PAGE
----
As with Ant-Man’s helmet, this one comes in a fully enclosed box with lots of pictures of the toy inside. The pictures on the box appear to be re-worked a bit, but I’m not going to complain too much because the look of the actual item isn’t too far from the pictures. The helmet comes fully wrapped in plastic to protect the finish, which is most welcome! While the helmet does not require any assembly, you will need a screwdriver to get into the battery compartment if you want to make use of the electronics.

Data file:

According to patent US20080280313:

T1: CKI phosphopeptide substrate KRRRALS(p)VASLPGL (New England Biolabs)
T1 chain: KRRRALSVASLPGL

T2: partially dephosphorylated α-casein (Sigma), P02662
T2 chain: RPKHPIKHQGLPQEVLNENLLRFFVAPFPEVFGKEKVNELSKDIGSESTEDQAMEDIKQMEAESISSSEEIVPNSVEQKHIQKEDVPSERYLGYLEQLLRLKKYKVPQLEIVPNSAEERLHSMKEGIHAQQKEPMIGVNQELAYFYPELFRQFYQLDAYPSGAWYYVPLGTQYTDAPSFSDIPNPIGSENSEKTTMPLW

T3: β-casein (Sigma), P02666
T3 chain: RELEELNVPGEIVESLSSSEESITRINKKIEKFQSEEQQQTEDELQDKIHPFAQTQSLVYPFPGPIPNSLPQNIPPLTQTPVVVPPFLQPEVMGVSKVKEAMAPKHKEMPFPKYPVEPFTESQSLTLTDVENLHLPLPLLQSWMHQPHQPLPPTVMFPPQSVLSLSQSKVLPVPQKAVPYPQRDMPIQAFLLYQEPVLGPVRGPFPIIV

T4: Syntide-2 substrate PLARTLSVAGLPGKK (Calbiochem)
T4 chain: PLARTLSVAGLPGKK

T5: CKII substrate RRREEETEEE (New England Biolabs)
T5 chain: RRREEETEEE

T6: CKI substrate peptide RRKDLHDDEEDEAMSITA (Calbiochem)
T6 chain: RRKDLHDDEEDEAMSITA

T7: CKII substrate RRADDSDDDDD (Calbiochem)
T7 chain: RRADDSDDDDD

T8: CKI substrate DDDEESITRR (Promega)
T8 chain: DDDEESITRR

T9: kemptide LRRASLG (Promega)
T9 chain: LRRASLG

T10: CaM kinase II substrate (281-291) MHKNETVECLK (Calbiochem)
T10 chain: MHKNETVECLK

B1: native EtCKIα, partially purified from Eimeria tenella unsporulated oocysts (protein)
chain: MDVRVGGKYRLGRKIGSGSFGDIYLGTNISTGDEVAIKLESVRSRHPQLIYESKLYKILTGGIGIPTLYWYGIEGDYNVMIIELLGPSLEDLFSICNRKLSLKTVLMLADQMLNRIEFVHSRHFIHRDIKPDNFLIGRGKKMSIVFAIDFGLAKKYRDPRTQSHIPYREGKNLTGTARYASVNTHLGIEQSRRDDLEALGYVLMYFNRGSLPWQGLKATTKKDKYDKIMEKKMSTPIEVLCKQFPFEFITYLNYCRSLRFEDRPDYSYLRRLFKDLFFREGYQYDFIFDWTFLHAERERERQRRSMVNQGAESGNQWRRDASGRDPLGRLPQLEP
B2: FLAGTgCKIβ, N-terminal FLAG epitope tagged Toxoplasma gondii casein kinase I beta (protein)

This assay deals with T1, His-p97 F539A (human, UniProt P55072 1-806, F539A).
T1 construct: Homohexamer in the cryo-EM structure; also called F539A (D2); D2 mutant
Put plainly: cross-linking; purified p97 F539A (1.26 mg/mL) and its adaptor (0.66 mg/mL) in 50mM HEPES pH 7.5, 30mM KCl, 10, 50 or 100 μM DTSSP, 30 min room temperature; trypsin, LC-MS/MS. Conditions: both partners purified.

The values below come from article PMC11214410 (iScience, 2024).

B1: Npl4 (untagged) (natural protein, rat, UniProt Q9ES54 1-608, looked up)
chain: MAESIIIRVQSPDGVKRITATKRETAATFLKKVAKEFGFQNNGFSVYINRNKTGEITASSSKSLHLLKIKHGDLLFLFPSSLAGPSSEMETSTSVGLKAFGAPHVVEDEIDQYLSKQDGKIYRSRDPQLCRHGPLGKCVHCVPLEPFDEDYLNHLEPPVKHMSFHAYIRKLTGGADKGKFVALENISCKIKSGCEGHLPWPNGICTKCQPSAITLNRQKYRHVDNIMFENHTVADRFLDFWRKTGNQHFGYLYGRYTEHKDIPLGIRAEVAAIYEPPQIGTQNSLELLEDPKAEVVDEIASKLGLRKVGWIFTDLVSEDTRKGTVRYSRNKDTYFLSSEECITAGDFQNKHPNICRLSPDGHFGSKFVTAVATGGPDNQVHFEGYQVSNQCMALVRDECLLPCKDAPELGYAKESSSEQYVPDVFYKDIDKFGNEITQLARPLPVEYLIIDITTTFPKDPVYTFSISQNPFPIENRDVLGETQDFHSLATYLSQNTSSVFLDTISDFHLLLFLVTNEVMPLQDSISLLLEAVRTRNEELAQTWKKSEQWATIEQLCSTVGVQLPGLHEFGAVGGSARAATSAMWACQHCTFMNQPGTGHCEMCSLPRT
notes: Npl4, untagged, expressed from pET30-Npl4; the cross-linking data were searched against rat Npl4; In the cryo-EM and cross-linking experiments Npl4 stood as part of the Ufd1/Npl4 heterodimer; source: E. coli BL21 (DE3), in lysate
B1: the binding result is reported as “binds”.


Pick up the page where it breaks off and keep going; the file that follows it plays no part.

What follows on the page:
Out of the box, this thing is pretty impressive for a toy! It is a fully enclosed piece and can be worn and removed just by slipping it on over the head. I’ll get to more on that when we open her up. On the outside, it seems like a pretty good recreation of the on-screen prop. One of the things I miss about the early Iron Man armors is the fact that the helmet was a physical object and not just something that magically appears thanks to the help of CG special effects. As with the real deal, this helmet is more about smooth curves than it is about hyper-detail. As a result, panel lines are used sparingly, there are a few faked out bolts, but not a lot more to distinguish the sculpt. And that’s fine by me!